I’m not fond of how the options here are being presented. We’ve been dancing around this quite a bit, but now I’m going to put my foot down:

    Evolutionary theory is not materialism, and intelligent design (if it is a scientific theory) is not anti-materialism, because scientific theories are not metaphysical world-pictures. The very distinction between the two, between science and metaphysics, is — in my view — of the utmost importance for assessing the Scientific Revolution and the Enlightenment.*

    For one thing: intelligent design could not, by itself, show that materialism is false, because there’s nothing in the theory of intelligent design which shows that intelligence is not itself a property of certain kinds of material systems. This is why intelligent design must be completely neutral on the question as to whether the designer was God or an alien. Now, if one holds that the Designer was the Abrahamic God, then either one holds this position as a matter of ‘faith’ rather than of ‘reason’ (as Dembski does, for example), or one is a creationist, not a design theorist.

    For another: evolution requires that there be organisms, populations, and replicators. It doesn’t require that organisms be (i) material or (ii) reducible to material. Strange as it might sound, I’d go so far as to say that evolution (and yes, I do mean non-teleological macroevolution) is compatible with an ontology according to which “life” is a fundamentally different kind of thing than non-life. Despite what you may have heard, evolution takes no stance on the origins of life.

    Put another way: suppose that Aristotle was right in thinking that (i) the universe is eternal; (ii) there is a fundamental distinction between living things and non-living things, but wrong in thinking that (iii) the form of each kind of living thing is fixed. The result would be a consistent position that accommodates the insights of both Aristotle and Darwin.

    Now, I myself don’t share that view — I only sketched it as a possibility — but I do think that the insights of Aristotle and Darwin do have to be reconciled somehow, someway.

    * From what I’ve read thus far, the first philosopher to insist on drawing a bright line between scientific explanations and metaphysical positions is Leibniz.

  18. Carl, my point is, in reference to the article above, is that if materialism falsifies evolution (since we somehow ended up with sentience), then perhaps it’s better to admit that, instead of trying to figure out how “matter goes mental”. Evolution is never allowed to be falsified, only redefined. And it’s proponents always redefine in terms of materialism as far as I know.

    For one thing: intelligent design could not, by itself, show that materialism is false, because there’s nothing in the theory of intelligent design which shows that intelligence is not itself a property of certain kinds of material systems.

    I did write that ID “considers” the primacy of mind. Not “insists” on it. Certainly not in the way that materialism “insists” on the primacy of matter.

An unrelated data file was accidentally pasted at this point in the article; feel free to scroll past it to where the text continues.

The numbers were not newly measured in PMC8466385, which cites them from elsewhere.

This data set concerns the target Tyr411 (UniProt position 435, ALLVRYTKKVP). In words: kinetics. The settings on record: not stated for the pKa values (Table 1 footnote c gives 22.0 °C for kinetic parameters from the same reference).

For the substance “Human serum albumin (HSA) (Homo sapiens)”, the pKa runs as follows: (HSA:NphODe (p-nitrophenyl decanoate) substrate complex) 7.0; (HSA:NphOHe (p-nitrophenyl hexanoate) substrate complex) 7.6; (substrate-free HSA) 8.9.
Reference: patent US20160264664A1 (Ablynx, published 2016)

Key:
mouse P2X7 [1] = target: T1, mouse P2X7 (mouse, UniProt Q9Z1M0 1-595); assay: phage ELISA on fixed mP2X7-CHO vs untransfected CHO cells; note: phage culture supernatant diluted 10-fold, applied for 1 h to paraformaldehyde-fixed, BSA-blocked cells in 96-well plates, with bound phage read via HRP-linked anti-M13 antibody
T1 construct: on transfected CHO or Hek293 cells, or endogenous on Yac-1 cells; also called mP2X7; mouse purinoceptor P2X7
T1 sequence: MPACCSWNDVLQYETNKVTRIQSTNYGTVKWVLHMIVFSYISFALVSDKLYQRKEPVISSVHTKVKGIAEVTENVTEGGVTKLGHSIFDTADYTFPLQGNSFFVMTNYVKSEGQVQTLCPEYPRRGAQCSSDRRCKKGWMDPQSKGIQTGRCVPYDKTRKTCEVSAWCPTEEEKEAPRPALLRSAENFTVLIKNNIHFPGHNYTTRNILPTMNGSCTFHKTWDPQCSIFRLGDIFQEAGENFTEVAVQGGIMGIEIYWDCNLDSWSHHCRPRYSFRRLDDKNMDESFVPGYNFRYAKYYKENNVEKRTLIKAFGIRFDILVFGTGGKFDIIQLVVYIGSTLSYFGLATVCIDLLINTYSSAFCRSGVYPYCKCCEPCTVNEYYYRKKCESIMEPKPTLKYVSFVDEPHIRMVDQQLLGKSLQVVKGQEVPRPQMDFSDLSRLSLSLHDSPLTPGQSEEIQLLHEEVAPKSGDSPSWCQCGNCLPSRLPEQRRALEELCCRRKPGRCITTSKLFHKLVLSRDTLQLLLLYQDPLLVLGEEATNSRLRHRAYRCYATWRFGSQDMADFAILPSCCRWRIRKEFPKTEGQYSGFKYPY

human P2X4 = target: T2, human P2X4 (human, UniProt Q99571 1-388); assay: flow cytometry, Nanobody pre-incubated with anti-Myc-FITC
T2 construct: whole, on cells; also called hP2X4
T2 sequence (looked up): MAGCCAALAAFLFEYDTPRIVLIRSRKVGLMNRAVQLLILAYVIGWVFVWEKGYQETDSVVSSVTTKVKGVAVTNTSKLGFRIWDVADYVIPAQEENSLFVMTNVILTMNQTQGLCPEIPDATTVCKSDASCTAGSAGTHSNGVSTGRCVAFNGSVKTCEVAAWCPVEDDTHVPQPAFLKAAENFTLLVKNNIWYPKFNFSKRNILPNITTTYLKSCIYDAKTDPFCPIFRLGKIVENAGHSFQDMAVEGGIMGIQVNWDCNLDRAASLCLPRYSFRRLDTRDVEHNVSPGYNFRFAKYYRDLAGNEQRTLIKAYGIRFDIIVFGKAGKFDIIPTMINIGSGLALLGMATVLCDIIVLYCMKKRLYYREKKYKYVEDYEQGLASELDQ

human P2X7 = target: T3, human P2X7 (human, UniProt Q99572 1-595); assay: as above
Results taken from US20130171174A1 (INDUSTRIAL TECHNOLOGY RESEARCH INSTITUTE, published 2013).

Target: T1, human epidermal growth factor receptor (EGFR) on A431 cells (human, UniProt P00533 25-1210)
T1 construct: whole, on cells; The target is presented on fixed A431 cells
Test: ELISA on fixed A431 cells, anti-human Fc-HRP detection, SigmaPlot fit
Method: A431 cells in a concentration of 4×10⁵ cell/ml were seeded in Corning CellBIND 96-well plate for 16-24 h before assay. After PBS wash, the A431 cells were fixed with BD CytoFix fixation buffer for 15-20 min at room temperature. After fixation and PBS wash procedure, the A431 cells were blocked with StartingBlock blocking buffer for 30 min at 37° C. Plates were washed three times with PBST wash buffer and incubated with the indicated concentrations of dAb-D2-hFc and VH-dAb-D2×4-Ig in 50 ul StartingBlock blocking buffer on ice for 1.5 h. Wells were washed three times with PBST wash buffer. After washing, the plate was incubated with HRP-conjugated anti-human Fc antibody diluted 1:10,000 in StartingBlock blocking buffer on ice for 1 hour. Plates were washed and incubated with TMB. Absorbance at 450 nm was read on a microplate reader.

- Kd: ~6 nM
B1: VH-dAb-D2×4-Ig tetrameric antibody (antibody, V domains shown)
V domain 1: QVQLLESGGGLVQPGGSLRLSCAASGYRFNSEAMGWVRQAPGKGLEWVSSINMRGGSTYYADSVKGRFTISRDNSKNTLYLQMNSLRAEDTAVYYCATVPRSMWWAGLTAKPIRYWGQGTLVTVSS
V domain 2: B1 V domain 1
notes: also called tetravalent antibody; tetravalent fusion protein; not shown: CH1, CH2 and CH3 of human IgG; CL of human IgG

19. More plainly – again going by the logic in the article : if materialism is true, then evolution (since it includes the emergence of sentience) must be false. Otherwise, if evolution (since it includes emergence of sentience) is true, materialism must be false. This seems to be the corner the article writer was backed into. Darwinists want both materialism and the evolution/emergence of sentience to be true, and they end up making up all sorts of “matter goes mental” theories as a result of it.

  20. I did write that ID “considers” the primacy of mind. Not “insists” on it. Certainly not in the way that materialism “insists” on the primacy of matter.

    You’re right, I was reading too hastily. I apologize.

    What I’ve been thinking about is this: all that evolution requires is that there be populations of self-replicating organisms exploring a fitness landscape. It doesn’t require “materialism,” whatever that means. One way of seeing how this could work is to think in terms of Aristotelian biology. On Aristotelian terms, to be alive is just, as such, to have psychological properties, of however minimal degree. This view has recently been re-developed by Evan Thompson in his Mind in Life.

    I don’t see anything there which conflicts with anything in non-teleological macroevolutionary theory, because NTET only requires that there exist populations of organisms of such-and-such a kind — it does not take any particular stance about what it is for something to be an organism.

    This is the point I’ve been trying to drive home for a few months now: design theory is fully entitled to be neutral as to the ultimate metaphysical commitments which are held to be compatible with it — the “identity of the designer” question — and evolutionary theory is also fully entitled to be neutral as to the ultimate metaphysical commitments which are held to be compatible with it. Either both theories are metaphysically neutral, or neither of them is. I think they both are.